Tuesday, 1 November 2016

Naked Swimmers

The End of European Corporate Welfare Provides a Once-In-A-Lifetime Opportunity 

Warren Buffett once famously quipped that in business and investing when the tide goes out, you find who has been swimming naked.  This is a derivative from a far older proverb to the effect that  "a rising tide lifts all boats".

One of the impacts from Brexit will be that the (previously rising) tide of European subsidies will disappear from Britain.  Lots of naked swimmers will be exposed.  Doubtless, some British businesses will need to make some severe adjustments, but if they avoid the temptation of looking to have their European subsidies replaced with British ones, it will all be to the good longer term.  British agriculture can be included in the list of industries which will have to adjust.  New Zealand, of course, knows all about this, having gone through it in the seventies and eighties.  Now, subsidy free, yet able to compete virtually anywhere in the world, NZ agriculture is a thing to behold, the whinging and moaning of the Greenists notwithstanding.

We smiled to read in the NZ Herald that the royal estates in the UK will be hit--and they will not be isolated.
 A lot of aristocratically owned land, being farmed as gentlemen's hobby farms, and presently subsidized by afflicted European taxpayers, will face some difficult choices.  No-doubt the aristocrats will get out the begging bowl and stalk the halls of power in Westminster in the attempt to get the British taxpayer to pony up.  We hope they will be shamed into silence.
The Queen is facing a million-pound black hole in her estates' finances after Brexit which has caused consternation among royal aides, The Sunday Telegraph has learned.  Sandringham Estate, the Queen's country retreat in Norfolk, will lose close to £700,000 a year when EU farming subsidies end while the farms near Windsor Castle will be around £300,000 down.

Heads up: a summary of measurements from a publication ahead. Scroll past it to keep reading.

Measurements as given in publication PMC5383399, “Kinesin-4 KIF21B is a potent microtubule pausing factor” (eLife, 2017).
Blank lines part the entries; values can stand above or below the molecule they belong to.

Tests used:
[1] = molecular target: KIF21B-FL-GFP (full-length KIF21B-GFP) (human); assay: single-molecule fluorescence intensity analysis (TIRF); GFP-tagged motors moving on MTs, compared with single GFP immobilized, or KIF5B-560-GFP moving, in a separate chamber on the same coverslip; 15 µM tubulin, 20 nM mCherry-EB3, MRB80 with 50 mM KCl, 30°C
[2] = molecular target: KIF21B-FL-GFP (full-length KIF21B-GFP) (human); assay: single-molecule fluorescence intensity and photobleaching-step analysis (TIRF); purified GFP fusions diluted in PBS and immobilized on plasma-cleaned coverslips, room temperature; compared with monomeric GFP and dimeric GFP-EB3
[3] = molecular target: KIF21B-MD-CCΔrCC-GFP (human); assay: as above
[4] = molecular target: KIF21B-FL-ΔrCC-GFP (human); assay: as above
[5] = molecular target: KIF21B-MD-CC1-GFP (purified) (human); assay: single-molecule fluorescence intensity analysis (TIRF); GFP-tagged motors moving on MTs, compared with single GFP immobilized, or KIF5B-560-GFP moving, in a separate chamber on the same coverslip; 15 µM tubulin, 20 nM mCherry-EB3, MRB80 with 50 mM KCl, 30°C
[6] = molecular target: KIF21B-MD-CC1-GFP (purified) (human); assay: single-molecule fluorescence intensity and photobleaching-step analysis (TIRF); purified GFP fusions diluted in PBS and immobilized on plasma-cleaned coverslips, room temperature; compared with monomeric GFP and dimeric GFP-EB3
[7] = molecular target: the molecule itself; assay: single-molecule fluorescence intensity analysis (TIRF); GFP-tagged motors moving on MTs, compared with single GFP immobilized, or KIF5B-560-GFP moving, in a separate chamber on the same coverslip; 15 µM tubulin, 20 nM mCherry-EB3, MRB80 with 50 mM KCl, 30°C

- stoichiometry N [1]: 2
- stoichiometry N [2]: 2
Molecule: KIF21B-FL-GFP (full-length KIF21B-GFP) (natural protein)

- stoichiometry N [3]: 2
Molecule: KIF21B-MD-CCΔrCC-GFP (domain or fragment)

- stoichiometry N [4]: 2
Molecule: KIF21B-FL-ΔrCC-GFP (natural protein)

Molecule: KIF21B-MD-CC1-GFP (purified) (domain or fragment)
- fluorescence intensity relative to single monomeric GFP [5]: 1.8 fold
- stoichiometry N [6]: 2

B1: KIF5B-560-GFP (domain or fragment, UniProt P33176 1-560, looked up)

Prince Charles's estates are also facing a funding cut from Brexit of £100,000 a year while the Crown Estate - which manages Royal land - will also be hit.   A source familiar with Buckingham Palace's finances said there had been concerns since before the EU referendum about the impact of losing the grants.   While people were not "throwing their hands in the air in despair" there was anxiety about how the current level of EU farming grants will be sustained, the source said.
All the revenue from the Crown Estate goes to the Treasury; the royal estates are able to draw on 15 percent of the revenue.  The first response has been that subsidies (on all farms) will be continued by the British government.  Clearly there is a distinct lack of desire to be exposed as swimming naked. Apparently, a number of folk fooled themselves that Brexit would mean such a quantum of fiscal savings that there would be spare cash around to continue subsidizing UK farms.
Sir Gerald, a Tory former defence minister who backed Brexit, said: "What we all said during the Leave campaign was that all those currently in receipt of so-called EU money will continue to receive the same money because we will be saving £20bn every year.  We must reassure the recipients - whether it's Her Majesty or farmers - that they will continue to benefit from the current arrangements.  What Brexit does is to give the United Kingdom the chance to fashion a farm price support mechanism designed exclusively for the benefit of British farmers."  [Emphasis, ours]
If this sort of antediluvian thinking holds sway, the chances of a meaningful free trade agreement between the UK and NZ look pretty thin.  UK business and monied interests will need to learn the brutal lesson that if you can't cut it in a deregulated, free-trading market place, survival is not an option.  It's going to be a hard lesson for some.

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